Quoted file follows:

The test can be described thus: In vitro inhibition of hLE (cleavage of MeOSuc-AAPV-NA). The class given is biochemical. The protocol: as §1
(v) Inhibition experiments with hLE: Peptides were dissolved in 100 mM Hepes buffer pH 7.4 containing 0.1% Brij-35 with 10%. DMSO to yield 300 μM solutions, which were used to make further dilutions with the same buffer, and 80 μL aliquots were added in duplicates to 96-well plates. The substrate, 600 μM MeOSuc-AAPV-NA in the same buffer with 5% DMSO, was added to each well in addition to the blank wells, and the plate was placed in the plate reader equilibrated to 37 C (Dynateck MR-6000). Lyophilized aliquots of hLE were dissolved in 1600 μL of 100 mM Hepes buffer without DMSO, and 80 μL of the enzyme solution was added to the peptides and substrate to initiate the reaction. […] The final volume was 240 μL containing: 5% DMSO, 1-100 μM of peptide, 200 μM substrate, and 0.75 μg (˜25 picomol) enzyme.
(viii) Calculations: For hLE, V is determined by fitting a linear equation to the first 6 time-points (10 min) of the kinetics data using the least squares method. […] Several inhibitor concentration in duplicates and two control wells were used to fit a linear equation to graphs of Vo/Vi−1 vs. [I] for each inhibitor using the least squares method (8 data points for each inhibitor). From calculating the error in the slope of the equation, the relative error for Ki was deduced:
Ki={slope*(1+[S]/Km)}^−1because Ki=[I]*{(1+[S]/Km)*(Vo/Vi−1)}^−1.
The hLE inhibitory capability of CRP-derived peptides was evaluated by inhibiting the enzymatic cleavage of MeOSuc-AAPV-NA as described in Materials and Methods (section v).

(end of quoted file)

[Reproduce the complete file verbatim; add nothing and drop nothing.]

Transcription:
The test can be described thus: In vitro inhibition of hLE (cleavage of MeOSuc-AAPV-NA). The class given is biochemical. The protocol: as §1
(v) Inhibition experiments with hLE: Peptides were dissolved in 100 mM Hepes buffer pH 7.4 containing 0.1% Brij-35 with 10%. DMSO to yield 300 μM solutions, which were used to make further dilutions with the same buffer, and 80 μL aliquots were added in duplicates to 96-well plates. The substrate, 600 μM MeOSuc-AAPV-NA in the same buffer with 5% DMSO, was added to each well in addition to the blank wells, and the plate was placed in the plate reader equilibrated to 37 C (Dynateck MR-6000). Lyophilized aliquots of hLE were dissolved in 1600 μL of 100 mM Hepes buffer without DMSO, and 80 μL of the enzyme solution was added to the peptides and substrate to initiate the reaction. […] The final volume was 240 μL containing: 5% DMSO, 1-100 μM of peptide, 200 μM substrate, and 0.75 μg (˜25 picomol) enzyme.
(viii) Calculations: For hLE, V is determined by fitting a linear equation to the first 6 time-points (10 min) of the kinetics data using the least squares method. […] Several inhibitor concentration in duplicates and two control wells were used to fit a linear equation to graphs of Vo/Vi−1 vs. [I] for each inhibitor using the least squares method (8 data points for each inhibitor). From calculating the error in the slope of the equation, the relative error for Ki was deduced:
Ki={slope*(1+[S]/Km)}^−1because Ki=[I]*{(1+[S]/Km)*(Vo/Vi−1)}^−1.
The hLE inhibitory capability of CRP-derived peptides was evaluated by inhibiting the enzymatic cleavage of MeOSuc-AAPV-NA as described in Materials and Methods (section v).